What will I do when my children sin? I’ve asked myself this since my first moments of mothering, holding delicate pink baby fingers in the palm of my hand, wondering how my own sins would carve out the pathways down which their baby feet would totter. I ask myself this even now when they do sin, for they are all old enough to contrive their own vices and plot their own deceits. To be human is to fall away from God’s perfection, to perish in the pits we dig for ourselves, individually and collectively—except that God himself comes down into the pit, pulls us out one by one, and makes us whole.
In A Prayer for Orion: A Son’s Addiction and a Mother’s Love, Katherine James traces out the origins and meanings of her son’s heroin addiction and his two, mercifully, nonfatal overdoses. In painful, haunting vignettes, James interweaves her life with his, telling their story from the anguished, solitary helplessness of self-doubt—and then, ultimately, the resplendent relief of joy.
Working backwards from the devastating hour of discovering her son dying, blue and unresponsive, in a stranger’s pool house, James recalls his childhood and adolescence, wrestling with essential questions of motherhood along the way. “Of course it’s not your fault, someone says even though you suspect they think otherwise,” she writes. “Who would say it’s your fault to your face? But then you get hints. You hang back as people talk about how they would never let their kid hang out with So and So.” And yet that is her own journey, to wonder aloud where he went wrong, where she went wrong, to question whether God’s providence will pull them back into the land of the living.
Drawing on her harrowing experience, James illumines the pathology of addiction. She enfleshes the whole person who finds himself with a needle in hand, facing the reality that the drug is no longer a choice. It rules him; he cannot live without it. The numbers regarding heroin abuse are staggering. They transcend all demographics—race, gender, economic status. James transforms the senseless horror of the statistic into a single soul, the son she calls “Sweetboy.”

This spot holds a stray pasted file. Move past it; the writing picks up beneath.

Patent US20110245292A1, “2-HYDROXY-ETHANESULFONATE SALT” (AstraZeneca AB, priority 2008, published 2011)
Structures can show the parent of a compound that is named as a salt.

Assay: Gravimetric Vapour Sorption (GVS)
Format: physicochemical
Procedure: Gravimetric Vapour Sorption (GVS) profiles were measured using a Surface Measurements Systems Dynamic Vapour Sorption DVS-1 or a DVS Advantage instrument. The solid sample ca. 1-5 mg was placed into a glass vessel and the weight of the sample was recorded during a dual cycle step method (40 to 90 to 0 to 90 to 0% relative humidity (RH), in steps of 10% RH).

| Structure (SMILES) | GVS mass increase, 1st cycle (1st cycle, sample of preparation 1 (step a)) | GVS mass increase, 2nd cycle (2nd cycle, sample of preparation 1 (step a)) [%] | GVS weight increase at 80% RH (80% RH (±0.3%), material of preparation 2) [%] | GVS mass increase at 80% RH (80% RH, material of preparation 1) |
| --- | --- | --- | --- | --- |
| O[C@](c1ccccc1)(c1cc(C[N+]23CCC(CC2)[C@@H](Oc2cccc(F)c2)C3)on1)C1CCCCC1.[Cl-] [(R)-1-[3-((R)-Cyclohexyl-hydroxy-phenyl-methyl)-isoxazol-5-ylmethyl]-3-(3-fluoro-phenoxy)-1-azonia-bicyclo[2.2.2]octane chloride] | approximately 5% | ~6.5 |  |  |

As the story takes shape, James includes the companions of her suffering, the friends and acquaintances of her son, to whom she and her husband opened their home. James calls them The Lost Boys, a kaleidoscope of teenagers drifting along through their lives, searching for God and for help, each caught in some form of addiction, loneliness, or confusion. “They flattened themselves in the shadows of the world,” she writes, “and yet they wanted to be noticed. . . . The Lost Boys blended with each other in one long percussion of sound that, over and over, beat out a rhythm: we are.”
And yet—and this is James’s genius as a writer—the pages turn, and she reveals that she is the lost one, the one whose whole world unravels. From the anxious wonder over the statistics correlating birthweight with certain kinds of addiction, to her mental illness, to every parenting misstep, to her enabling choice of buying Sweetboy cigarettes, hoping they would keep him from running away from her, to her naive ignorance about the world her son had entered, she articulates her own defeat, her own pit of destruction. “The humbling that parents experience when a child is lost in drugs is a precious thing,” she writes. “The humility of everything falling apart, of every loved thing you have veering away like a meteor slipping from orbit, reveals your true state of affairs.”
Ultimately, James’s story has a happy ending. Her son, after the second overdose, is scared enough to walk away from heroin. In the final scene, the warmth of a Christmas fire glows on the page—she is surrounded by her restored, healthy, whole children. She herself is reconciled to life. And yet, what could be the use of so much suffering? “Near the end of the Gospel of Luke,” she writes, “Jesus tells Peter he will deny him. Jesus knows this will happen, and could have ‘fixed’ Peter, but chooses not to because fixing him would not have allowed for the difficult circumstances that ultimately shaped Peter’s faith.” In the final hour, the sovereign providence of God is stronger than the deepest pit, the most profound loss. For the parent, and child, who encounters such a truth firsthand, there is almost no greater gift.
Anne Kennedy is the author of Nailed It: 365 Sarcastic Devotions for Angry or Worn-Out People (Kalos Press). She blogs at Preventing Grace on patheos.com.
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